Digital Art Library: Western Civilization is a collection of the maps, charts, graphs, and other useful lecture material from the text on disk for use with Microsoft PowerPoint®. The material can be used in a lecture or as a slide show.
World History: An Atlas and Study Guide is a four-color map workbook that includes over 100 maps with exercises, activities, and questions that help students learn both geography and history. WITH GRATITUDE
The single name of the author appearing on the title page disguises the reality that I have had many guides and helpers in the creation of this book. I am grateful to the staff at Calmann & King (Nell Webb, Lee Ripley Greenfield, Peter Kent, Laurence King, Richard Mason, Judy Rasmussen, and Melanie White) and former staff member Rosemary Bradley, who have had confidence in the project, assisted it in every way, and alternately soothed and bullied its restive author. My colleagues in the History Department at Brooklyn College—especially Bonnie S. Anderson, David Berger, Philip Dawson, Paula S. Fichtner, Philip Gallagher, Donald Gerardi, Leonard Gordon—have contributed ideas and criticisms for which I am immensely grateful; as has former colleague Michael Mendle, now in the History Department at the University of Alabama (Tuscaloosa), and former student and associate Michael Sappol, now at the National Library of Medicine (Bethesda, Maryland). Special thanks go to Brian Bonhomme, now in the History Department at the University of Arkansas, a young scholar whose insight and imagination have contributed greatly to all the chapters of the second volume.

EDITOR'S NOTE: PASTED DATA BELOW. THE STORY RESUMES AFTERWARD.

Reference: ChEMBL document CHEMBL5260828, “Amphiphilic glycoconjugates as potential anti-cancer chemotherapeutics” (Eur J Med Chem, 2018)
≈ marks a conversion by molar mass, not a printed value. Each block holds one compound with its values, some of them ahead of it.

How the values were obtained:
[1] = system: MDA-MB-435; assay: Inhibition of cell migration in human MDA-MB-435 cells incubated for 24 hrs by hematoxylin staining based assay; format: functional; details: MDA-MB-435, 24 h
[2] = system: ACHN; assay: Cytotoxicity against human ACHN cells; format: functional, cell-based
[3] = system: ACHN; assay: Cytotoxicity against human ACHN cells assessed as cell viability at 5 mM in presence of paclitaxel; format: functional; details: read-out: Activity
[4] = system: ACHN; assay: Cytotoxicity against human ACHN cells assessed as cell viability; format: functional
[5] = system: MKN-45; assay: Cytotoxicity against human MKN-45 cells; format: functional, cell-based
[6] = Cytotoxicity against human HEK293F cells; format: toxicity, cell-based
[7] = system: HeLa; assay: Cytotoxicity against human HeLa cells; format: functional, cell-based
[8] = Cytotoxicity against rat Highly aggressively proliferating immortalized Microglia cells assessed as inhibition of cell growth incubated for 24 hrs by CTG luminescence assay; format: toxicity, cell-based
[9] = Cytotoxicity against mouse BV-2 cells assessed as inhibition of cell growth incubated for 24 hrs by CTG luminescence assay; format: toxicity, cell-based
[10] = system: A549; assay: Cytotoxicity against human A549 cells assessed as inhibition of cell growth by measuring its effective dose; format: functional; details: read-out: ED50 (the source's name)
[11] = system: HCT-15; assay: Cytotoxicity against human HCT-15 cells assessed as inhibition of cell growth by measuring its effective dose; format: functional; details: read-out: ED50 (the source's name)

My severest critics and most valiant sustainers have been my sons and my husband—David, Jeremy, and Robert Kessler—who look forward to the day when the stacks of books on the floor of my study return to their home on library shelves, and normalcy returns to our household.
Margaret L. King
Brooklyn College and the Graduate Center
City University of New York June 2000
With the text, students and instructors can explore and use Prentice Hall's unique Companion Website™. Organized by chapter, the site features a variety of modules that facilitate learning and teaching.